If you read one book this year, make it 'Why Nations Fai'l by Daron Acemoglu and James Robinson. Well, that is if you can resist 'The Art of Fielding' by Chad Harbach. And if you can, read both.
Tellingly, both books are written by Americans. Unlike most British and European writers, Americans have no appetite for obscurantism or snobbishness in the way they write. The authors of 'Why Nations Fail' are two of the world's foremost academics on economic history. Put this subject matter in the hands of their Oxbridge equivalents and you'd struggle to get past the introduction. In the hands of these guys, you simply can't put it down.
So what's so special? I guess, it's quite rare, at 43, to be reading stuff about an old question - why do some parts of the world, 'succeed' - politically, economically, socially - when others fail, without quickly running up against the same worn out ideas: imperialism, geography/climate, the Protestant work ethic etc.
This book debunks all of that - very quickly. Very simply, 'Why Nations Fail' says that nations succeed because, over time, they develop inclusive - meaning pluralistic political and economic institutions. They develop these, of course, party by accident and partly by design.
Factors like colonialism, great individuals and major world events (disease, war, famine) have a huge role in shaping whether inclusive or 'extractive' institutions develop, but, when it comes down to it, it is only when a territory can support the rule of law, secure property rights, reasonable public services and open political system that long-term progress can be made. Without all of the above - and the book uses many examples - you end up with a political elite which has an interest in holding back the many.
The opener of the book contrasts two halves of a city, Noglales which straddles the Mexico-US border. One sits in the region on Sonala, Mexico, the other in Arizona, US. Here the people, culture, climate and operating conditions are the same. On one side of the border, incomes are many times higher, there are good public services and crime is uncommon. On the other, people are mostly poor, there are few public services and crime is rampant because the state isn't in real control on the ground.
The history of both countries explains why such a situation has evolved. From colonial times, there has been little development in Mexico of inclusive political and economic institutions. It is hard to stay safe, start a business or progress economically. The Mexican Bill Gates or Steve Jobs does not have a chance to freely develop his ideas without overcoming unreasonably hurdles right from birth. He won't be educated, unless from an elite family. He can't set up a business without paying a lot of bribes. He can't find good people because nobody is educated to the right level. Investment is not there because nobody is sure what's going to happen next in a country like that.
And so on. It's a wonderful book. Perhaps what has capitivated me most, though, is the read-across to why certain types of public services fail, despite wonderful resources and high levels of native talent. Analogous to the extractive and exclusive institutions described at state level in this book could be placed the large public sector monopolies which still dominate much of public service in Europe and certainly in the UK.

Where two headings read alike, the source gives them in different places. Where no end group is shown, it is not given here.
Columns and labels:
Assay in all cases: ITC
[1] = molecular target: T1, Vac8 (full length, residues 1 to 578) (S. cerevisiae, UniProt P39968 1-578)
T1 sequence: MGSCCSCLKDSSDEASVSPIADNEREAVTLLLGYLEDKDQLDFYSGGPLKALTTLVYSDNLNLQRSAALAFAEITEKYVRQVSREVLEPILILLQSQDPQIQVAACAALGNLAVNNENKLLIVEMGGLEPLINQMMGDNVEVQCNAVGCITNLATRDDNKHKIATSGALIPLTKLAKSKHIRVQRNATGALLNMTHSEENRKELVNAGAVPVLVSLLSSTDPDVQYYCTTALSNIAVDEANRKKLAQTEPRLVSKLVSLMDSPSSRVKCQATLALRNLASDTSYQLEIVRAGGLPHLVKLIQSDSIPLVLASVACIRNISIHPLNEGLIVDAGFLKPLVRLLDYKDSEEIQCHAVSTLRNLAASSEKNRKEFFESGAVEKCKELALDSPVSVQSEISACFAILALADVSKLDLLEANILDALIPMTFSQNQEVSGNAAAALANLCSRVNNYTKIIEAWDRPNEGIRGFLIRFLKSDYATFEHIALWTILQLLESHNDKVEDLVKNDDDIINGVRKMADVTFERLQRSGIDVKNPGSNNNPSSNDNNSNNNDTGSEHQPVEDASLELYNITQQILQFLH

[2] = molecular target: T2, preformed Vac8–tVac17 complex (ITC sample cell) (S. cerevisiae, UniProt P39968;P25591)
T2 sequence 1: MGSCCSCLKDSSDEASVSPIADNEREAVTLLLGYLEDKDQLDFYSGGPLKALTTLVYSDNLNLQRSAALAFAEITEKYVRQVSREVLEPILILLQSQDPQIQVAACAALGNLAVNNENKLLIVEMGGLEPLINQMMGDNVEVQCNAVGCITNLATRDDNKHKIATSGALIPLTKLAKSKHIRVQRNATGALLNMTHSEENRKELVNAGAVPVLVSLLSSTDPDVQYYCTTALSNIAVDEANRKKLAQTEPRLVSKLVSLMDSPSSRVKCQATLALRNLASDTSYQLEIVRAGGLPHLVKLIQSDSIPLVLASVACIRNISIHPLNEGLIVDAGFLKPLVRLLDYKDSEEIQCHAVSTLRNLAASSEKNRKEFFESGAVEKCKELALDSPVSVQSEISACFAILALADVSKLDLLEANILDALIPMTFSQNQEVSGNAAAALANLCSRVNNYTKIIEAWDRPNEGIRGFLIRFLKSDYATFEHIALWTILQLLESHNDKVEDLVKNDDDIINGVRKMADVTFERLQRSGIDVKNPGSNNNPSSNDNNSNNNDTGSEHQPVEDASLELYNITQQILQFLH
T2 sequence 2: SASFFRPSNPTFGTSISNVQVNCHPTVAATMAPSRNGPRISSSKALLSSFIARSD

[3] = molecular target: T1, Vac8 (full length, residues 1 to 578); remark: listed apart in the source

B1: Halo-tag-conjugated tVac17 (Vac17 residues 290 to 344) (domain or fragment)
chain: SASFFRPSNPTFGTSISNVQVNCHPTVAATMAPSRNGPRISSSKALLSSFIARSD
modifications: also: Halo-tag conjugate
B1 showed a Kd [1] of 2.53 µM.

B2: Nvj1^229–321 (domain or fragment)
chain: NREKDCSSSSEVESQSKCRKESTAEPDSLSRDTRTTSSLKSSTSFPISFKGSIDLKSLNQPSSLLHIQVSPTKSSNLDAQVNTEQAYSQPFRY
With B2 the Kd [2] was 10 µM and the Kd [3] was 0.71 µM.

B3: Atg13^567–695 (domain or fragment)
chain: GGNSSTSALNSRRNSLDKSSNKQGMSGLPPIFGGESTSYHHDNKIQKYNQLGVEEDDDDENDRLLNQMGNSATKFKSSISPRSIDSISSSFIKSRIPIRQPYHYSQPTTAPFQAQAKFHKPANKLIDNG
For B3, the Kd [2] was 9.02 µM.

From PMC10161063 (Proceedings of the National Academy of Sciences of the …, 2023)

Here, power is often monopolised and change, even 'good change' does run against the interests of many of those involved. Initiative is often powerfully suppressed. It is hard, frequently impossible, to set up in business against these monopolies and there are often few political processes which can be used to break these systems down.
What am I thinking of here? Well, if you haven't guessed, I am alluding to many of the organisations from which spin-outs do or don't emerge.
The truth of the matter, and I see this every day, is that setting up a new business to deliver public services feels like it probably does to set up any ordinary business in parts of the developing world. You need the buy-in of a variety of power-brokers, all of whom need to see their interests satisfied. You need to go through all sorts of bureaucratic processes to show you're not a risk and are 'worthy' of delivering services.
From there, you need to make all sorts of promises to the system that its interests will not be threatened and create opportunities for the system to have it's say even when the business is up and running.
All of this, of course, creates a massive disincentive for any sane person in public services who wants to change things. The risks are massive - to career, to sanity, to reputation - that most people, quite understandably either stay put or move out. Those that try to start a public service business have to run a gamut that looks far more like something you'd see in Mexico than in Midshire, UK.
Of course, this is far worse in the non-democratic part of our polity - the NHS, than in local councils where there is always a final court of appeal But you see it all over. The real disease, and it is a disease, is that organisations fail for the same reasons nations fail: if you create what are, in effect, dictatorships, if you sit hard on people, if you keep the power to take away what people have created and if you eliminate any means of influence then you end up with the organisational equivalent of Mexico.